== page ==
My request for readers to send their spiritually worthy New Year's resolutions to me brought in lovely thoughts.
Here was my favorite:
Q: My New Year's resolution is to try to remember to take my cloth reusable bags into Walmart and to take my own reusable container when I go out to eat. This takes some remembering. I remember my bags when going to the grocery store, but it took some time to really make it a habit. Now I rarely forget, but so far, I am not doing so well for Walmart and restaurants. I am going to keep them in the front seat of my car (since I forgot them today) and see if that keeps me more on track.
When my husband and I were in the Peace Corps many, many years ago, NO stores had bags in Belize (then British Honduras), and we managed just fine. Wouldn't it be fine if we could do that in this country now? — S from Wisconsin
A: I love your New Year's resolution, dear S, because it is so small. Let us leave the bringing of world peace to others who feel they have some impact in that realm. As for me, I see in your resolution the wisdom of Mother Teresa, who taught, "God has not called us to do great things. God has called us to do small things with great love."
You are ahead of me. My car is filled with plastic bags and that is usually where they remain when I go shopping. I only rarely remember, but I am doing better. I think I am embarrassed to show the store that I have shopped somewhere else. I come from the old, free paper and plastic bag world, and it is hard to adjust.
I have not yet brought my own doggie bag to a restaurant. I just don't know how to explain to my friends why I brought a Tupperware container to the movie so that I would have it when we went out for dinner after the film. It seems embarrassingly food-centric. I praise you for doing it, however. Bringing your own food container into a restaurant must have the effect on you that at least you are not going to eat all the food you have ordered. It does, however, lay you open to the checkmate move by your companions who can ask you, "Instead of bringing food home, why not just order less?" And then, of course, there is the problem of eating day-old leftovers. The only leftover food I can tolerate is cold pizza, and I usually eat all the pizza when it is hot.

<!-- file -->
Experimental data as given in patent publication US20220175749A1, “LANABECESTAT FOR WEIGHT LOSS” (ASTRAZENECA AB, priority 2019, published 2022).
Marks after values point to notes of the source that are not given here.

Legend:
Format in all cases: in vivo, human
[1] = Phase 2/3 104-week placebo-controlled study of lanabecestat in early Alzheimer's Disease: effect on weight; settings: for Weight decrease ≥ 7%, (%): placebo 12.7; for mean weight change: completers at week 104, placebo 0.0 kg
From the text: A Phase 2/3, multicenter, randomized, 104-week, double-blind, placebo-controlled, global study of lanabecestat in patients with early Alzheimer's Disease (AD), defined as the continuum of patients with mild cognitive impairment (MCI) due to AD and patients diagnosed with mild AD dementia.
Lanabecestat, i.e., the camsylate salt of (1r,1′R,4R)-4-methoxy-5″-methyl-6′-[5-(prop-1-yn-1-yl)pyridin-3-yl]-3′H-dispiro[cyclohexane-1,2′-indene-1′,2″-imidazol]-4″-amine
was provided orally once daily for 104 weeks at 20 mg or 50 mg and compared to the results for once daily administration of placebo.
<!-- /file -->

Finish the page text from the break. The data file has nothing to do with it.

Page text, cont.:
So, let's consider some other small things we can do to fix small parts of our broken world.
There are my mother's old commandments, "Turn off the lights."
And "Don't let the water run."
Here are some other small things:
"Take the stairs up two flights and down three."
"Don't litter … ever."
"Purge your stuff regularly. If the thing you are looking at has not brought you joy, get rid of it (by donating to the poor)."
Also, have your kids purge their old toys so that you can habituate them to giving away things they really do not use and to prevent them from becoming hoarders.
"Give to beggars (see my previous column)."
"Spend a day with a relative you hardly ever see."
"Volunteer at a soup kitchen with your family."
"Become a puppy walker for your local guide dog for the blind foundation." They need volunteers to raise their future guide dogs for the first 12 months and then return the dogs for future training. (If the dog flunks out of guide dog school, you get to keep the dog as a pet.)
"Become a docent at a local museum." This not only helps the museum but improves your knowledge of some area of history.
"Go to a gym or just walk one hour a day." I have done this, and it has changed my body, means it has also lowered the government's cost of sustaining old Rabbi Gellman.
And, of course, "Don't pee in the pool."
There is one small thing I believe we can do that can also save the world, and that is …
Say something kind every day to a complete and utter stranger. Maybe it's just "Nice shoes," or maybe it is a smile and a nonphony, "Hi there." Maybe it is a thank you to the person who checked you out or the person who put your groceries in the bags (which you remembered to bring in from your car).
The point is that kindness is real and small and contagious. May we all do some really small and really loving things this year.
SEND QUESTIONS AND COMMENTS to The God Squad at firstname.lastname@example.org or Rabbi Marc Gellman, Temple Beth Torah, 35 Bagatelle Rd., Melville, NY 11747.